Just over a decade ago, social media wasn’t even a line item for consideration on any business budget. Back then, nineteen-year-old Mark Zuckerberg was still in college checking out the “hot or not” girls on campus. Fast forward to the present day and social media marketing needs to be a part of most business budgets.

In the more recent past, internet budgeting was largely consumed by banner ads and email marketing campaigns, but the overwhelming popularity of social media has caused a shift in online spending. There are many factors to consider when planning a budget, when it comes to marketing and social media, here are three items worthy of consideration… 

Set it, But Don’t Forget it

Advertising and marketing budgets vary as much as different business do within a variety of divergent industry types. These figures are dependent upon company size, length of time in business and a number of other factors. A newer business will spend much more on brand development, sometimes 20% or more, when compared to a more seasoned company. Typically, small to mid-sized businesses with less than $5 million in annual net revenue will spend between 10% and 15% in advertising.

As with any line item, these figures are not set in stone and should be reviewed periodically for effectiveness. Minimally, these costs should be examined quarterly, although monthly would be more appropriate and beneficial. If certain campaigns and strategies aren’t working, evaluate what is happening, rethink these expenditures and find solutions for better action plans.

Set Proportions

Once you have set a figure for spending, find the best way to allocate those funds to different strategies. For example, the majority of companies, in fact 9 out of every 10 organizations, place the most emphasis on content when it comes to online advertising.

A typical breakdown of social spending can look something like this:

  • Facebook = 40%
  • LinkedIn = 25%
  • Instagram = 25%
  • Twitter = 10%

Again, this is just an example and these figures are dependent on a number of different factors as stated previously. As businesses spend much less on more antiquated methods, print ads, radio and television spots, this difference is being put into more effective, digital and social strategies.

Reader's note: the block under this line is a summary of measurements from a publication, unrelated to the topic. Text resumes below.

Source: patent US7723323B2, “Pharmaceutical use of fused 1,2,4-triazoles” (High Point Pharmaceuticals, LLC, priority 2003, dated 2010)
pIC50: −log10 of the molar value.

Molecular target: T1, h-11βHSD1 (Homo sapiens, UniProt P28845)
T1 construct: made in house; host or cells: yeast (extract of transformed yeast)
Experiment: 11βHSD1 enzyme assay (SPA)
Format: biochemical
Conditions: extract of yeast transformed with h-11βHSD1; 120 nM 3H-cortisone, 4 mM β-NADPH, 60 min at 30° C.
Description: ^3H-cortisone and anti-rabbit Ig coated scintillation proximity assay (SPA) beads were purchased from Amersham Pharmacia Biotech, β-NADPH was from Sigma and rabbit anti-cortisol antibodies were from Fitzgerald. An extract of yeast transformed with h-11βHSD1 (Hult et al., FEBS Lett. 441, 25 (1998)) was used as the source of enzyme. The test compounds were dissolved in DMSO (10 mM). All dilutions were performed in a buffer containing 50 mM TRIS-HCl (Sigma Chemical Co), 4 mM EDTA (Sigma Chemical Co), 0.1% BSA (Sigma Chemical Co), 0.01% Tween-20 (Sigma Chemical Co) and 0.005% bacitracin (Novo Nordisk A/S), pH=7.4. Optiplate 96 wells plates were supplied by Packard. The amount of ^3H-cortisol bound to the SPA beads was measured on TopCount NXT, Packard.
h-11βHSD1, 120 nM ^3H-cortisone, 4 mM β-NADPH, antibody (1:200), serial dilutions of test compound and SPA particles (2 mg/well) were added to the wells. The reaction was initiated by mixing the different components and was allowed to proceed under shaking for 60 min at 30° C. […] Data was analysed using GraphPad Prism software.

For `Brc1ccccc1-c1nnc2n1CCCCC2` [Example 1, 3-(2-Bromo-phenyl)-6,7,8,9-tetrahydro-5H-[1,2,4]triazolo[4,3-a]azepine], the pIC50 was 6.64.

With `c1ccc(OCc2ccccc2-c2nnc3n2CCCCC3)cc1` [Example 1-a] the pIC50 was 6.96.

Choose Platforms

With hundreds of different social media networking sites to choose from, which platform(s) to use can be a challenging decision. Obviously a business can’t be present on all the arenas, but minimally, every company should have a Facebook page and engage in at least two or three different networks.

Pew Research Center released statistics that show different demographics for users in these top platforms, Facebook, LinkedIn, Pinterest, Instagram and Twitter.

By better understanding who is using which platform according to their age, gender, and interests, this information can help businesses choose which network would be best for their unique audience.

Last, But in No Way The Least

Don’t forget the many mobile users out there with their omnipresent handheld devices. While all strategies must recognize the ability to be accessible and visible across different screen sizes, from smartphones to tablets, laptops and desktops, these mobile users are sharing coupons, special offers and sales on social media. Moms are sharing over 56% of coupons on social media and 43% of millennials are swapping deals with their mobile devices.

Craft your marketing budget carefully, set appropriate proportions, review your successes and learn from failures. Effective advertising can help your business see more black in the future.

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